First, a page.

After completing the puzzle sections, you’re treated again with more of the game’s narrative. It’s hard to talk much about in this review, as talking about it much into detail goes straight into spoiler territory or its characters as four of the character return from previous entries (Akane, Junpei, Sigma and Phi). While it may not fulfill everyone’s hopes and dreams by the game’s end, it does wrap up a good amount of the hanging plot points if you look to find all of the various endings and such.
And while it’s preferable that you’ve played 999 and VLR (or at the very least VLR, as this game essentially takes place not that long after it), the developers did format it in a way that you won’t be completely lost if you enter in media-res.
Each of the nine characters are developed quite nicely, with their own backstories that you learn as the game goes on (although the four returning characters in particular do tend to assume you know of their own backstories from their respective games). Like in 999 and VLR, scientific terms and other theories will be thrown out at-will and used, so be expecting that throughout the game — thankfully there’s an in-game log to look back at the dialogue tree if you forgot the explanation told to you a few moments ago.
There are some areas that ding the game’s presentation, however, with it depending somewhat on what version of the game you are playing. 999 had vivid 2D artwork, whereas VLR switched things up with quality voice acting and gorgeous 3D character portraits. ZTD has fully 3D models that animate during 3D cutscenes, but this is where the issue lies.
While it’s not horrible and you’ll get used to it after an hour or two, there’s initially something unnatural about how the models animate that’s distracting, especially concerning the faces when they need to make certain facial movements. I also noticed some issues in where the “line” shading effect that the developers applied the the models could be seen through when the camera was angled in just the right position, usually during certain cutscenes.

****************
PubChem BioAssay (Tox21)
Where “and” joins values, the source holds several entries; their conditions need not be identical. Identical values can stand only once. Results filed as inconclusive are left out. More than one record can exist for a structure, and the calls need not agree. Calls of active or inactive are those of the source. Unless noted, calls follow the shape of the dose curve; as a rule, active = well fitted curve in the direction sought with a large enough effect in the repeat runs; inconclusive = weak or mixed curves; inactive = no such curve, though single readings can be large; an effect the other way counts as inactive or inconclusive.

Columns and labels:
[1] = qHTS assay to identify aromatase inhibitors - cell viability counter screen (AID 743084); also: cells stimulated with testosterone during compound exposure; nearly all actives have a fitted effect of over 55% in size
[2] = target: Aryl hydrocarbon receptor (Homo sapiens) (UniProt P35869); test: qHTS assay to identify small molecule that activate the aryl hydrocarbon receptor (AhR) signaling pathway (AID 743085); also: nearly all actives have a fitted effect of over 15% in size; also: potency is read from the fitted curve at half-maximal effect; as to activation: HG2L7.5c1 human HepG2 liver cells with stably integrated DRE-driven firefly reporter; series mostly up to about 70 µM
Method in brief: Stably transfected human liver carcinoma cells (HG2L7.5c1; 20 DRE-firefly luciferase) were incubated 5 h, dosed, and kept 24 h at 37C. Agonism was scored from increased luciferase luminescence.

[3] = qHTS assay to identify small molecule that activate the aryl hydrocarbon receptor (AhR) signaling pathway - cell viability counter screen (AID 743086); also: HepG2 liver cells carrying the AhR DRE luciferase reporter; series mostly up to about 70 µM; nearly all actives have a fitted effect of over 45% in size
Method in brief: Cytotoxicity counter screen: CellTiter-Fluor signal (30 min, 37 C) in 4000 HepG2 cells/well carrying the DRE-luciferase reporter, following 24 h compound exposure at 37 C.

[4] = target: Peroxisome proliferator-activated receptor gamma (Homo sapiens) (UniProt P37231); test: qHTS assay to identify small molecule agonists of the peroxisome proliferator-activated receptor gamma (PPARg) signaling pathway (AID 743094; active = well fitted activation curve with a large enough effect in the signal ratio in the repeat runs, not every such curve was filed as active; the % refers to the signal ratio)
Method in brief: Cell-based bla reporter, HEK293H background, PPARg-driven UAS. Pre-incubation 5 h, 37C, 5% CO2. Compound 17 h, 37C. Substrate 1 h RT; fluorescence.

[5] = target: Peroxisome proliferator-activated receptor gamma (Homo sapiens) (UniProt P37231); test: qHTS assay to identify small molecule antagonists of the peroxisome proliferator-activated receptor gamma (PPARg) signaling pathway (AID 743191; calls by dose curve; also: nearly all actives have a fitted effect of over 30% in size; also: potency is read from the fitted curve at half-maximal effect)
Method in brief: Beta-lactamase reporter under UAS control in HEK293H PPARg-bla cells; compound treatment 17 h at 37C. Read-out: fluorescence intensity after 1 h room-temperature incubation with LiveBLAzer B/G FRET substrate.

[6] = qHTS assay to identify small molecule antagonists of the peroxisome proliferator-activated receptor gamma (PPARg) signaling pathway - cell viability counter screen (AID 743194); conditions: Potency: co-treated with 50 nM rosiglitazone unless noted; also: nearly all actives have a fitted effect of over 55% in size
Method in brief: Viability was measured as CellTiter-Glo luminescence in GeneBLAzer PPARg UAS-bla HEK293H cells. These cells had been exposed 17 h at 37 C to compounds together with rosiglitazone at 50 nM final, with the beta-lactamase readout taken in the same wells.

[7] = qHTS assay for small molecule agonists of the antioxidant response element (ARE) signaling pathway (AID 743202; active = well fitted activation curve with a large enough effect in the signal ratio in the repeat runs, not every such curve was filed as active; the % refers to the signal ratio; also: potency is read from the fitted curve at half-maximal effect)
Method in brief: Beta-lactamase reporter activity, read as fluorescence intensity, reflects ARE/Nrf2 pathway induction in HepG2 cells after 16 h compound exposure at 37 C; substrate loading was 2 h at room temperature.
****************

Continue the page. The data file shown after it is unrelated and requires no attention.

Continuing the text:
Unlike 999 which had completely redone high-resolution artwork and new voice acting, Zero Time Dilemma is very much like Virtue’s Last Reward in the sense that it is a high-resolution port of the original. In this sense it is very similar to the original PC release, but on a console this time around. It also shares the same trophy list as the Vita version, so if you were expecting any new trophies this time around you’d be disappointed. Similar to the PC release, it’s obvious this was developed with handhelds (as this was also released on the Vita and Nintendo 3DS) in mind, as the assets and textures are rough in some aspects as mentioned earlier. It’s better than its predecessor due to the change to 3D models, but it’s still lacking in ways.
Finally, the game’s audio. While the English voice track doesn’t reach the lofty heights of VLR, I couldn’t find any real faults with the cast outside of some sound mixing issues, especially regarding any time that Zero is on screen as it’s almost necessary to have the captions on to hear the entirety of what Zero’s trying to say. There is the option to switch over to the Japanese voice track if you prefer, however. The musical tracks have a nice variety to them and mix things up greatly based on the different locales and situations they’re used in.The story will keep you guessing until the very end.
While there’s some minor issues with the graphical presentation and some of the puzzles are a bit obtuse for their own good, the game by itself disregarding the porting aspect is still great even if it’s slightly weaker than its predecessors. If you don’t have a PC and prefer graphical fidelity, this is easily the best version to pick up. But if you played any of the other versions, there isn’t much of a need to relive the experience again unless you want to do it in high-definition.Zero Escape: Zero Time Dilemma (PS4) was reviewed using a PS4 Ditial Copy provided by Aksys Games. You can find additional information about Gaming Union's ethics policy here.
|The story will keep you guessing until the very end.|
|Those who disliked the lack of 999-style deaths will be happy with this game.|
|The new fragments mechanic expands on VLR's timeline mechanic nicely.|
|Some of the puzzles are too obtuse for their own good.|
|While full-motion in cutscenes is a nice touch, there's occasional issues with the new graphical style.|
|If you played the original releases, there isn't much different here to warrant a second purchase.|